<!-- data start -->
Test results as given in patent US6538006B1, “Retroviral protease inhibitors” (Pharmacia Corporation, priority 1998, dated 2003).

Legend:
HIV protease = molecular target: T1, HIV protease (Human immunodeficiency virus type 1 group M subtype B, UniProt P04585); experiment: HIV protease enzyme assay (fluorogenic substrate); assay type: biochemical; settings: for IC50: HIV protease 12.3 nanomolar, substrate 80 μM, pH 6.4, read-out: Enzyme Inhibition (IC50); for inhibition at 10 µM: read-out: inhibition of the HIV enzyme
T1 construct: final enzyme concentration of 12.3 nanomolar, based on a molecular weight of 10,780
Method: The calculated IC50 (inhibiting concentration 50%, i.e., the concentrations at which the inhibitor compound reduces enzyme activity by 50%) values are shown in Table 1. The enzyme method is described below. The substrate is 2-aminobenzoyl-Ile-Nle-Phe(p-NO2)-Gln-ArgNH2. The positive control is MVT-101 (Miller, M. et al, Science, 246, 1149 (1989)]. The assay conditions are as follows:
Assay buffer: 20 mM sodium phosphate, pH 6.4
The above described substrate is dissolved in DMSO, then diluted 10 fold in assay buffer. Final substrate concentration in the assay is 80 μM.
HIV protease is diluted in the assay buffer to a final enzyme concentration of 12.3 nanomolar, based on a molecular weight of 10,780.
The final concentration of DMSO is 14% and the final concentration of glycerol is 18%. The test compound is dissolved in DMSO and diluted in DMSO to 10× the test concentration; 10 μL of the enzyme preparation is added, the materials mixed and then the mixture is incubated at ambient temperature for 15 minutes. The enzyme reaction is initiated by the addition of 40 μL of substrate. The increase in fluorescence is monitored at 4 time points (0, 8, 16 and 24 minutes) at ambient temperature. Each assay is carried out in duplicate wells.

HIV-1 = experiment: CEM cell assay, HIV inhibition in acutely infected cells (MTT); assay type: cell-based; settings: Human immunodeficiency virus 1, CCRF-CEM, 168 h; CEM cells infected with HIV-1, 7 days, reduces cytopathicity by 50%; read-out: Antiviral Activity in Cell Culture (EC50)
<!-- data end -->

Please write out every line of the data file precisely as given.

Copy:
Test results as given in patent US6538006B1, “Retroviral protease inhibitors” (Pharmacia Corporation, priority 1998, dated 2003).

Legend:
HIV protease = molecular target: T1, HIV protease (Human immunodeficiency virus type 1 group M subtype B, UniProt P04585); experiment: HIV protease enzyme assay (fluorogenic substrate); assay type: biochemical; settings: for IC50: HIV protease 12.3 nanomolar, substrate 80 μM, pH 6.4, read-out: Enzyme Inhibition (IC50); for inhibition at 10 µM: read-out: inhibition of the HIV enzyme
T1 construct: final enzyme concentration of 12.3 nanomolar, based on a molecular weight of 10,780
Method: The calculated IC50 (inhibiting concentration 50%, i.e., the concentrations at which the inhibitor compound reduces enzyme activity by 50%) values are shown in Table 1. The enzyme method is described below. The substrate is 2-aminobenzoyl-Ile-Nle-Phe(p-NO2)-Gln-ArgNH2. The positive control is MVT-101 (Miller, M. et al, Science, 246, 1149 (1989)]. The assay conditions are as follows:
Assay buffer: 20 mM sodium phosphate, pH 6.4
The above described substrate is dissolved in DMSO, then diluted 10 fold in assay buffer. Final substrate concentration in the assay is 80 μM.
HIV protease is diluted in the assay buffer to a final enzyme concentration of 12.3 nanomolar, based on a molecular weight of 10,780.
The final concentration of DMSO is 14% and the final concentration of glycerol is 18%. The test compound is dissolved in DMSO and diluted in DMSO to 10× the test concentration; 10 μL of the enzyme preparation is added, the materials mixed and then the mixture is incubated at ambient temperature for 15 minutes. The enzyme reaction is initiated by the addition of 40 μL of substrate. The increase in fluorescence is monitored at 4 time points (0, 8, 16 and 24 minutes) at ambient temperature. Each assay is carried out in duplicate wells.

HIV-1 = experiment: CEM cell assay, HIV inhibition in acutely infected cells (MTT); assay type: cell-based; settings: Human immunodeficiency virus 1, CCRF-CEM, 168 h; CEM cells infected with HIV-1, 7 days, reduces cytopathicity by 50%; read-out: Antiviral Activity in Cell Culture (EC50)